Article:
Originally a terminal was a screen and a keyboard, looking very
much like a standard desktop computer in the days before flat
screens and windowing systems. There are still a surprising
number of these around. The important point is that it was
(is) a text-only interface to the
computer. You got 25 lines of 80 fixed-width white-on-black or
green-on-black characters, no fonts, no colours,
and no mouse; maybe reverse-video as a form of
highlighting (see Figure B.1 below).
Figure B.1: Text-only display terminals
Images courtesy of Wikipedia.
Left: IBM 3279 display by
Retro-Computing Society of Rhode Island (CC BY-SA 3.0);
Right: DEC VT100 terminal by Jason
Scott (Flickr IMG_9976, CC BY 2.0), at
the Living Computer Museum (apparently connected to the
museum’s DEC PDP-11/70).
Nowadays the word usually means a ‘virtual
terminal’: a window that behaves like a terminal —
25 lines of 80 fixed-width characters in monochrome (see Figure B.2 below). It’s a window into the heart of your
computer. Even though you still have all your other windows
visible, it knows nothing about them and can’t interact with
them (except for copy and paste). But instead of being a
padded cell, most terminals can do things many other windows
can’t, like handling files in bulk, or to a schedule, or
unattended, even forcing things to happen even when the
graphical world outside has got itself jammed solid.
B.1.1 So where is the terminal window?
- Apple Macintosh OS X
- Microsoft Windows
Click on the Windows or Start button,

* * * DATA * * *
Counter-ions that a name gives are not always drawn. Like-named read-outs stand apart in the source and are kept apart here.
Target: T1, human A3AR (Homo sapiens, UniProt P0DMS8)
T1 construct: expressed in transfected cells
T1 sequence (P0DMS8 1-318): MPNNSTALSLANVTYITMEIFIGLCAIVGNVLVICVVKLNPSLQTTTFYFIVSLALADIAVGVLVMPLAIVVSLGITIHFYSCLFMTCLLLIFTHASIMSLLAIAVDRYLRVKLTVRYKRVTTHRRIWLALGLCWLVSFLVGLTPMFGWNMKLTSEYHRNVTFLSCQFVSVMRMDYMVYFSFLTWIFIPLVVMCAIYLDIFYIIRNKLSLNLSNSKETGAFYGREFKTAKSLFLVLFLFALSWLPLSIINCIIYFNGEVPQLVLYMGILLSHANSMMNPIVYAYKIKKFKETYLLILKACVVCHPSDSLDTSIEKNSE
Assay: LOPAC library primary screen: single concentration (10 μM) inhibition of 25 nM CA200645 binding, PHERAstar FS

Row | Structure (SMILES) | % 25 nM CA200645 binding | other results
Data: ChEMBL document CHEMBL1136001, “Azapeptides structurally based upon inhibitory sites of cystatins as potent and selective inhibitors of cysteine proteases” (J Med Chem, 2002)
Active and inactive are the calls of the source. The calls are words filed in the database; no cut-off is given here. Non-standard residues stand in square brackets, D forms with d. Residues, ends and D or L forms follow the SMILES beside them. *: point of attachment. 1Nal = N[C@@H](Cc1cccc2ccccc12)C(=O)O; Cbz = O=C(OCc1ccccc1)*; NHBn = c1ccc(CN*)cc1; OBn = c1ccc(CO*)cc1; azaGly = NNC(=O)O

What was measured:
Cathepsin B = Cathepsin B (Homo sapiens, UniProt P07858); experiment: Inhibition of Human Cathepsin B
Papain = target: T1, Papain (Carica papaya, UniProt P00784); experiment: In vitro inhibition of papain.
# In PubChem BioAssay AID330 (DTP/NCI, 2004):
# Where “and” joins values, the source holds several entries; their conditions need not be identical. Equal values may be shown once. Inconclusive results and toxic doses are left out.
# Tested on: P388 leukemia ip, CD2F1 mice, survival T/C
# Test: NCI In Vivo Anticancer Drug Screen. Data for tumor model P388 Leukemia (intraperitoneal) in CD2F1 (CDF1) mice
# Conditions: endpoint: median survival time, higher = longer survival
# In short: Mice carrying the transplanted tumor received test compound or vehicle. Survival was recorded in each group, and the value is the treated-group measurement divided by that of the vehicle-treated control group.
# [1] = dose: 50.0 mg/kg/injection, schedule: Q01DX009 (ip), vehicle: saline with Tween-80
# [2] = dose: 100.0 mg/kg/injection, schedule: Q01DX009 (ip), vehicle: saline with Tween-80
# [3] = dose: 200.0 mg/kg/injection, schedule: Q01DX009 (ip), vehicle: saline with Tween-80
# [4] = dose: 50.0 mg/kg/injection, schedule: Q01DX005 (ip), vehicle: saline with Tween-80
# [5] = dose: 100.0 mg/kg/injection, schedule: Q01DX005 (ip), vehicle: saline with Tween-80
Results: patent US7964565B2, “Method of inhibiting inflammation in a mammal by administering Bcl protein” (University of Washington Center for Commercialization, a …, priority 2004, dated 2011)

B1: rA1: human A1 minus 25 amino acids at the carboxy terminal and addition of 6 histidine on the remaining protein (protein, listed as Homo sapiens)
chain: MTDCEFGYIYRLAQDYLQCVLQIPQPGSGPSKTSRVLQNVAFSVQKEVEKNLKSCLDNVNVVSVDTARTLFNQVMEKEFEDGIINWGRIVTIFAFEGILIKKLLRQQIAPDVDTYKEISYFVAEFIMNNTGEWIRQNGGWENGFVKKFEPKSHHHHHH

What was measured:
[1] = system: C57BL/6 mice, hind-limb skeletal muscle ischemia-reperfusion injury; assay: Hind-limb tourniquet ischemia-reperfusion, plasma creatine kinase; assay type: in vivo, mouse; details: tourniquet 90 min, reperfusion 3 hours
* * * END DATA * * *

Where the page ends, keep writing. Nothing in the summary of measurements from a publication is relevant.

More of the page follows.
(in older versions it’s called )
- Unix and GNU/Linux
In most graphical interfaces, click on the menu
(in some systems it’s called
When you have finished using the terminal, it’s good
practice to type exit (and
B.1.2 Using the terminal window
On a physical terminal you usually have to log in first
(very much like today: username and password). In a terminal
window this isn’t usually necessary (see Figure B.2 below) because it’s inside your graphical
system, and you’ve already logged in to that.
Figure B.2: Virtual terminal in a window
In this example I’m logged into a computer called
nimrod with my username
peter. The system prompt is the
directory name plus a dollar sign (the tilde indicates
that I’m in my home directory system). For visibility, I
underlined in red here the commands I typed, one to
change to my Documents folder, and
one to run XƎLATEX on the
The first thing you see is the
prompt (usually a dollar sign or
percent sign, or maybe a greater-than pointer
C:\> like MicroSoft Disc Operating System (MS-DOS)
used to use). When the prompt appears, you can type an
instruction (command) and press the Enter
key at the end of the line to send if off to the computer
for processing. Until you press Enter, the
computer has no idea you’ve finished typing: you
Enter at the end of each line of command
for it to take effect.
The results, if any, are displayed on the screen, and
the prompt is displayed again ready for your next command.
Some commands don’t have any output: if you change directory
or delete a file, for example, you just get another prompt.
There’s no message confirming the action, and no check to
see if you really meant it. You said to do it, and it’s